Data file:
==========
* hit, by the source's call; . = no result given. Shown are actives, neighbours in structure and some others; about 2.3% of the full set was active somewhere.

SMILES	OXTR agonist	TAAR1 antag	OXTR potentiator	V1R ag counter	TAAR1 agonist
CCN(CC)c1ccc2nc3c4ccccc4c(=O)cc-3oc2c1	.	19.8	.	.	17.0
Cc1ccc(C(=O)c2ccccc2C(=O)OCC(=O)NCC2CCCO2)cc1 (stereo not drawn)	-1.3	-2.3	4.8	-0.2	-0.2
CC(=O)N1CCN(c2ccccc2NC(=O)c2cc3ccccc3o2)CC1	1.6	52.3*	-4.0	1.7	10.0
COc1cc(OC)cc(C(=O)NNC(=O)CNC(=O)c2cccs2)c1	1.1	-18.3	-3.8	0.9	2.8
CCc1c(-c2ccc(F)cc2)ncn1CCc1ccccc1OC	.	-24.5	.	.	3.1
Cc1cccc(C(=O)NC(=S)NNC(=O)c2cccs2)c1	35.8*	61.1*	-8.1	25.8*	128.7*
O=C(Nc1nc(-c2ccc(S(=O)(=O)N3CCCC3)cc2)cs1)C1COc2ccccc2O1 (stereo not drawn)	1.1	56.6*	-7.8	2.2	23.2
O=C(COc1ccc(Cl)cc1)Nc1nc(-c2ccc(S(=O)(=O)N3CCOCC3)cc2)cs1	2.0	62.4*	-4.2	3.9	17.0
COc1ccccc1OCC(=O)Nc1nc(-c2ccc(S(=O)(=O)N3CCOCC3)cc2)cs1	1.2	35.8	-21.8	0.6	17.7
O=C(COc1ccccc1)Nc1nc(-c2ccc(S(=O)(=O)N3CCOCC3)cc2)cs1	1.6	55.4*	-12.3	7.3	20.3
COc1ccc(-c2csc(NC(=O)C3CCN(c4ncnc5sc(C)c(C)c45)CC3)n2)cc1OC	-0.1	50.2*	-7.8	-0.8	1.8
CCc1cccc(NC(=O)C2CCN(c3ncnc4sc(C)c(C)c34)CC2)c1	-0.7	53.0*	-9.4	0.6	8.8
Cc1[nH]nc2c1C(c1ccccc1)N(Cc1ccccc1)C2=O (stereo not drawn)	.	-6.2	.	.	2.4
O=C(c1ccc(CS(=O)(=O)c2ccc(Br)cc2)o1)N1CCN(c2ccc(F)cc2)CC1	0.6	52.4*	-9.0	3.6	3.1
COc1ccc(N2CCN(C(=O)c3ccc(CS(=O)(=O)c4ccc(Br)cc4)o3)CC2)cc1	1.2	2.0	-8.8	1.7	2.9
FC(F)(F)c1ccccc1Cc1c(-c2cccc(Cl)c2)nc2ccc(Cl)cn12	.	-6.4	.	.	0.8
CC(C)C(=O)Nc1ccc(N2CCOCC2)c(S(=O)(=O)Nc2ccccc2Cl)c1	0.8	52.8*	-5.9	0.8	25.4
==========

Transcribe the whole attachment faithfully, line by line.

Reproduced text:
* hit, by the source's call; . = no result given. Shown are actives, neighbours in structure and some others; about 2.3% of the full set was active somewhere.

SMILES	OXTR agonist	TAAR1 antag	OXTR potentiator	V1R ag counter	TAAR1 agonist
CCN(CC)c1ccc2nc3c4ccccc4c(=O)cc-3oc2c1	.	19.8	.	.	17.0
Cc1ccc(C(=O)c2ccccc2C(=O)OCC(=O)NCC2CCCO2)cc1 (stereo not drawn)	-1.3	-2.3	4.8	-0.2	-0.2
CC(=O)N1CCN(c2ccccc2NC(=O)c2cc3ccccc3o2)CC1	1.6	52.3*	-4.0	1.7	10.0
COc1cc(OC)cc(C(=O)NNC(=O)CNC(=O)c2cccs2)c1	1.1	-18.3	-3.8	0.9	2.8
CCc1c(-c2ccc(F)cc2)ncn1CCc1ccccc1OC	.	-24.5	.	.	3.1
Cc1cccc(C(=O)NC(=S)NNC(=O)c2cccs2)c1	35.8*	61.1*	-8.1	25.8*	128.7*
O=C(Nc1nc(-c2ccc(S(=O)(=O)N3CCCC3)cc2)cs1)C1COc2ccccc2O1 (stereo not drawn)	1.1	56.6*	-7.8	2.2	23.2
O=C(COc1ccc(Cl)cc1)Nc1nc(-c2ccc(S(=O)(=O)N3CCOCC3)cc2)cs1	2.0	62.4*	-4.2	3.9	17.0
COc1ccccc1OCC(=O)Nc1nc(-c2ccc(S(=O)(=O)N3CCOCC3)cc2)cs1	1.2	35.8	-21.8	0.6	17.7
O=C(COc1ccccc1)Nc1nc(-c2ccc(S(=O)(=O)N3CCOCC3)cc2)cs1	1.6	55.4*	-12.3	7.3	20.3
COc1ccc(-c2csc(NC(=O)C3CCN(c4ncnc5sc(C)c(C)c45)CC3)n2)cc1OC	-0.1	50.2*	-7.8	-0.8	1.8
CCc1cccc(NC(=O)C2CCN(c3ncnc4sc(C)c(C)c34)CC2)c1	-0.7	53.0*	-9.4	0.6	8.8
Cc1[nH]nc2c1C(c1ccccc1)N(Cc1ccccc1)C2=O (stereo not drawn)	.	-6.2	.	.	2.4
O=C(c1ccc(CS(=O)(=O)c2ccc(Br)cc2)o1)N1CCN(c2ccc(F)cc2)CC1	0.6	52.4*	-9.0	3.6	3.1
COc1ccc(N2CCN(C(=O)c3ccc(CS(=O)(=O)c4ccc(Br)cc4)o3)CC2)cc1	1.2	2.0	-8.8	1.7	2.9
FC(F)(F)c1ccccc1Cc1c(-c2cccc(Cl)c2)nc2ccc(Cl)cn12	.	-6.4	.	.	0.8
CC(C)C(=O)Nc1ccc(N2CCOCC2)c(S(=O)(=O)Nc2ccccc2Cl)c1	0.8	52.8*	-5.9	0.8	25.4